If you understand real job needs, you only need to ask two questions to predict on-the-job success. It doesn’t matter what you ask if you don’t know job needs, you’ll either be wrong, or lucky.
It took me 30 years and 2,500 interviews to make this table showing the best and worst predictors of on-the-job success. Since I’ve had the opportunity to work with people I’ve placed after they were hired and with candidates who were excluded, I can say with the utmost confidence that most interviewers are biased and few have a clue on how to interview properly.
The problem starts by using laundry lists of skills and competencies to screen candidates and then asking a hodgepodge of supposedly clever questions to confirm the interviewer’s initial biased reaction to the candidate. These emotional feelings are then voted on using thumbs with the biggest thumb winning the yes/no decision contest.
This rather cynical view is justified if you’ve ever been involved in these types of ego contests masquerading as judgment.
There is a better way.
First, throw away the laundry list of skills and competencies and define the job as a series of 5-6 performance objectives describing the task, the action required to complete the task and some measure of success. For example, “Reduce scrap on the widget line from 5% to less than 1% by year-end,” is a lot better than saying, “Must have 10+ years of high-volume widget production experience, an engineering degree from a top school, a results-oriented attitude and enough EQ to get hugs from the entire team.”
Once you put your list of performance objectives in priority order ask the candidate this question, “Can you describe your most significant career accomplishment related to (reducing scrap)?” Spend about 15 minutes on this question, gaining insight into the results achieved, the competencies and skills used, the environment and culture, and the process used to achieve the results. Then ask this same question again for all of the other performance objectives. This will determine fit with the job and if you plot the accomplishments over time the trend line reveals consistency, growth and potential.
The second question is entirely different. It goes something like this:
“One of the biggest challenges in this job is (provide short description). If you were to get the job, how would you go about solving it?”
For the widget example, the question might be, “We have a big scrap problem. Can you walk me through how you would figure out the root cause and put together a solution?”
Asked properly this question uncovers a critical ability of all top performers: job-related problem-solving skills. The best candidates I’ve met in my 35 years in executive search all have the ability to anticipate the needs of the job before starting it. They can figure out very quickly what’s wrong or what’s necessary to accomplish a task, what they need to do to implement a solution, and what resources they need to do it. Even better, they “see” the problem, the solution, and the steps needed to get there. They also know what they don’t know and are confident enough to tell you how they’ll get this information.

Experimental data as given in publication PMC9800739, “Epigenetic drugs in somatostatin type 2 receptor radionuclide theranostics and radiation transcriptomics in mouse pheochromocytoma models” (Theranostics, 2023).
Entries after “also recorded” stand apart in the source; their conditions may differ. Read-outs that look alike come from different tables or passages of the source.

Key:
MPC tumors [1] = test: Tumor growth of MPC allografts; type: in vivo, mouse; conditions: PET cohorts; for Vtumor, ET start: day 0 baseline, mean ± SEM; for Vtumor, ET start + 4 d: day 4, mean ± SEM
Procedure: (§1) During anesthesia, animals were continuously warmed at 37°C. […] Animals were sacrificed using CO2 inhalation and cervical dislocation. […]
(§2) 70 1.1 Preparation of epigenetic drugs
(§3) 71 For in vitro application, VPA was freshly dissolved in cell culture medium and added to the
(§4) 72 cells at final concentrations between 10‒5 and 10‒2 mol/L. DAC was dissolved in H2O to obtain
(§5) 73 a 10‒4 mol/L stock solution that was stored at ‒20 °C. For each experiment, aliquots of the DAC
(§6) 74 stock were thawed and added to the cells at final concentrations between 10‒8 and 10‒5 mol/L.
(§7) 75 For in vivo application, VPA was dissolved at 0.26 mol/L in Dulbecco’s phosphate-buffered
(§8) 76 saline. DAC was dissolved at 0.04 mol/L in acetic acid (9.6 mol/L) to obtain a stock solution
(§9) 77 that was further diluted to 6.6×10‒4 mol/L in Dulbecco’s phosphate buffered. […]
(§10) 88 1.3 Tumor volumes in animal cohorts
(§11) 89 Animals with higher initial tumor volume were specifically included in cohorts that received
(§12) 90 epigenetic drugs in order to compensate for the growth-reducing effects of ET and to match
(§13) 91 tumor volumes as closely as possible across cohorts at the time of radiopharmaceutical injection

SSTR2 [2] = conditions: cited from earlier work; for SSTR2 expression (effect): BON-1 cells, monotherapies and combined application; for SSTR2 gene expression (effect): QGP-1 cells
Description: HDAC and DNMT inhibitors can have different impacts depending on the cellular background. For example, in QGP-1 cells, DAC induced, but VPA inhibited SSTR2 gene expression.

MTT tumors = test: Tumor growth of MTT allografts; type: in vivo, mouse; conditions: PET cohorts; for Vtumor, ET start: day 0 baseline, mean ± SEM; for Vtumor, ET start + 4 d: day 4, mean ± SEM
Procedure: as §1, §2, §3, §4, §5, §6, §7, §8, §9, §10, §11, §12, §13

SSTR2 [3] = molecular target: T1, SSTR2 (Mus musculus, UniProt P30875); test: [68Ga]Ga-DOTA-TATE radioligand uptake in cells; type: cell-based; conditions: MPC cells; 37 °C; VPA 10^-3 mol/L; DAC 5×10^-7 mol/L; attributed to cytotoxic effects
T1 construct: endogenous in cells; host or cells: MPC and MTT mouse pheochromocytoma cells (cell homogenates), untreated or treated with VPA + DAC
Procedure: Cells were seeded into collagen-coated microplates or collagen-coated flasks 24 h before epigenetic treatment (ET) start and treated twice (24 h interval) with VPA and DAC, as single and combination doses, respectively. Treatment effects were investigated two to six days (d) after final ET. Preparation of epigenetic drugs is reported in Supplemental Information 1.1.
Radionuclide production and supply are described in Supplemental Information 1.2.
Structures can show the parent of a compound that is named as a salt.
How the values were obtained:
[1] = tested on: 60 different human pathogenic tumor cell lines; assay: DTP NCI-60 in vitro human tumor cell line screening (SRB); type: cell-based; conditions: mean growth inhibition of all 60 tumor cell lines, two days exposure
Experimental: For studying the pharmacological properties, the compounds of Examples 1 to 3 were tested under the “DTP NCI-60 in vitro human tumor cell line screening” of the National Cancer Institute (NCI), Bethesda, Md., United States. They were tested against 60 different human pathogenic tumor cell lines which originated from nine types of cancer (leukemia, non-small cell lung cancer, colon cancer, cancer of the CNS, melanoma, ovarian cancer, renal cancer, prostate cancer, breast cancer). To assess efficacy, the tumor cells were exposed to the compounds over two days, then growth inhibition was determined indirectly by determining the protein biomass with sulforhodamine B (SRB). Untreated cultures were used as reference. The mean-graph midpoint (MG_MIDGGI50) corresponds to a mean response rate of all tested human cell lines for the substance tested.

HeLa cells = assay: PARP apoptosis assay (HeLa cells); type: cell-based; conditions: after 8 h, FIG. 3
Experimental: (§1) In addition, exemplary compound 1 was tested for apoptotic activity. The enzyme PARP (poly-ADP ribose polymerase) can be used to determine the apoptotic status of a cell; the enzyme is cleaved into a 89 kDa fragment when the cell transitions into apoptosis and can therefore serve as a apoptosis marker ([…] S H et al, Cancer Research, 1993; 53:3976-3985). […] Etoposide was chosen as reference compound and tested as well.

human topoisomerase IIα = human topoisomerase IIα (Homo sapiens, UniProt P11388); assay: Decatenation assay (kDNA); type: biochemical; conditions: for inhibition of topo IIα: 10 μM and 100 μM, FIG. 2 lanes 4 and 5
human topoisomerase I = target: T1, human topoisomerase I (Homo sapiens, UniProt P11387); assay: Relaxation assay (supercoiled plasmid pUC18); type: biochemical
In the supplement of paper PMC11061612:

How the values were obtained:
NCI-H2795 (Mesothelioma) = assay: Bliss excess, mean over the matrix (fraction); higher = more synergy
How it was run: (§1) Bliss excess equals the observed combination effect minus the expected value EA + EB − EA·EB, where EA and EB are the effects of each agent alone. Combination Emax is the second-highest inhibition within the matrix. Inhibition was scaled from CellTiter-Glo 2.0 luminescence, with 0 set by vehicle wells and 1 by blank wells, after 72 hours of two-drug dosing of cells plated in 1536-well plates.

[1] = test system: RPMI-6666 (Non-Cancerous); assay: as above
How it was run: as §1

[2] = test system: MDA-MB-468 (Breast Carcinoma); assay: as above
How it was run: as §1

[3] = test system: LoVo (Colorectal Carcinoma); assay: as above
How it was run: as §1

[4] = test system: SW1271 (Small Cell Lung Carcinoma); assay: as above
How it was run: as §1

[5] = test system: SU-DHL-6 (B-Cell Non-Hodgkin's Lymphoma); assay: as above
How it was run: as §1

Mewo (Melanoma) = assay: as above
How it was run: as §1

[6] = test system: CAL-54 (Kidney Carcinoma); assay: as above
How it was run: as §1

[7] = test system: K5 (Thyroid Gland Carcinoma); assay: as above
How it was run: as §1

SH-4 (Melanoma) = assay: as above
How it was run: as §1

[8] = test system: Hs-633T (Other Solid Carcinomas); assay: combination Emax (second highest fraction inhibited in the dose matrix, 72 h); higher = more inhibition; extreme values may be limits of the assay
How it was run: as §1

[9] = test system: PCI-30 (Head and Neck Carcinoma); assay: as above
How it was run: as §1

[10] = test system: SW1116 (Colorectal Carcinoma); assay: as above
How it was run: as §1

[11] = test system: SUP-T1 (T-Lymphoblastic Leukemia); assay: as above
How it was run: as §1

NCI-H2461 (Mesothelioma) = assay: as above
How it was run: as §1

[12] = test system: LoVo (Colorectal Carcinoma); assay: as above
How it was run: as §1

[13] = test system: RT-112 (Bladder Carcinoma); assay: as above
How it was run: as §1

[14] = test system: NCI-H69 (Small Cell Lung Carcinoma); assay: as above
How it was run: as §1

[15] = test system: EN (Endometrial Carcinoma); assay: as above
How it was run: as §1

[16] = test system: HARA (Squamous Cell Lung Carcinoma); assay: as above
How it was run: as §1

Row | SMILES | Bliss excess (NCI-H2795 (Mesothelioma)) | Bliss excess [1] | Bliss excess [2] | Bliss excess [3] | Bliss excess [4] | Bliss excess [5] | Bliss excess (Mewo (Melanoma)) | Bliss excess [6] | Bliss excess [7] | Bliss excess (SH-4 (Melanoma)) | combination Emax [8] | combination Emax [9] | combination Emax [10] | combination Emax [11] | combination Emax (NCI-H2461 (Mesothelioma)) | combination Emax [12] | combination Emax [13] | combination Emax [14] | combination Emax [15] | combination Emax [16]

When you ask this problem-solving question it’s important to turn off the spotlights and shift the conversation into a more natural give-and-take discussion about real job needs. This way the meeting is no longer an interview but a business-like discussion with a team member trying to work together to figure out a solution to a real problem. Once you get comfortable with this style of interviewing, you’ll be able to assess the following four dimensions of thinking skills.
The Four Dimensions of Thinking and Problem-solving
Depth. Determine if the reasoning is complex, advanced or superficial. The best candidates demonstrate a good understanding of the cause and effect of a problem and can determine how to find the root cause. Superficial reasoning is evidenced by a bunch of seemingly unrelated or more generic ideas.
Focus. Is the focus technical, tactical, or strategic? Candidates with a pure technical focus get into process or concept details. Those with a tactical bent address the results and outcomes more. A strategic focus is represented by a longer time horizon with consideration to the implications and the unintended consequences.
Team or individual emphasis. Understand if the candidate’s ideas and approaches involve others or if the person is more individual or self-focused. This is an important consideration if the person will be managing others or involved in a number of team projects.
Functional or multifunctional perspective. The best candidates understand the implications of their job on other people and other functions. Listen for this as the candidate plans out his or her tasks and asks questions.
Use the Anchor and Visualization Technique to Increase Interviewing Accuracy
Often people can talk a good game but can’t deliver the results. To address this concern, just ask this question after the candidate has answered the problem-solving question, “Now can you tell me about something you’ve accomplished that’s most related to what we need done?”
I refer to this two-question combination as the Anchor and Visualize approach. A track record of past performance and the ability to visualize the future is a great indicator of ability. When combined with a clear understanding of real job needs using a performance-based job description, these two questions are all you need to ensure you’re hiring a great person.